If there’s a silver lining to the dark clouds hanging over the global economy it might be the sense that we are all - developed and developing world alike - in this together. Gallup’s first-ever world poll, published in 2007 and canvassing the views of citizens in over 130 countries, found that “what the whole world wants is a good job”. If anything, such a concern can have only risen further in the wake of the economic crisis and the recession-bordering-on-depression that has followed.
True, there are countervailing tendencies such as a retreat into national concerns and the temptations of protectionism. But in a larger and historical perspective, it is clear that the chief daily concerns of citizens across the world are becoming more similar rather than diverging.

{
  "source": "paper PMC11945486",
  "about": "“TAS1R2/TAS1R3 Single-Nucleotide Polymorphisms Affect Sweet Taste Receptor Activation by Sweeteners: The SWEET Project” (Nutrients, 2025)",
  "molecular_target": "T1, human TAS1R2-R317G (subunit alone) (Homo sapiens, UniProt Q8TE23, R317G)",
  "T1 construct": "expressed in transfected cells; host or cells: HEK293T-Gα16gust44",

A speech delivered in April 2010 by the president of the World Bank, Robert Zoellick - entitled “The End of the Third World?” is relevant here. Zoellick argues that the great transformations of 1989 heralded the end of the “second world” (the communist states) and a shift from a bipolar to a unipolar world, whereas those of 2009 heralded the end of the “third world” and the rise of a multi-polar world economy. This is an economy in which leading developing countries such as China and India are becoming substantial economic powers, while the traditional heartlands of the global economy (the United States, western Europe and Japan) are relatively stagnant.
This economic story has southeast Asia - now a middle-income region of almost 600 million people - at its heart, according to Zoellick. But viewed through this multi-polar lens, other regions (parts of the middle east, Latin America and the Caribbean, and the Gulf Cooperation Council countries) are all increasingly significant. It is an argument that has even more relevance in the context of the continued financial crisis in the eurozone and the uprisings in the Arab world in 2010-11.
Africa in the world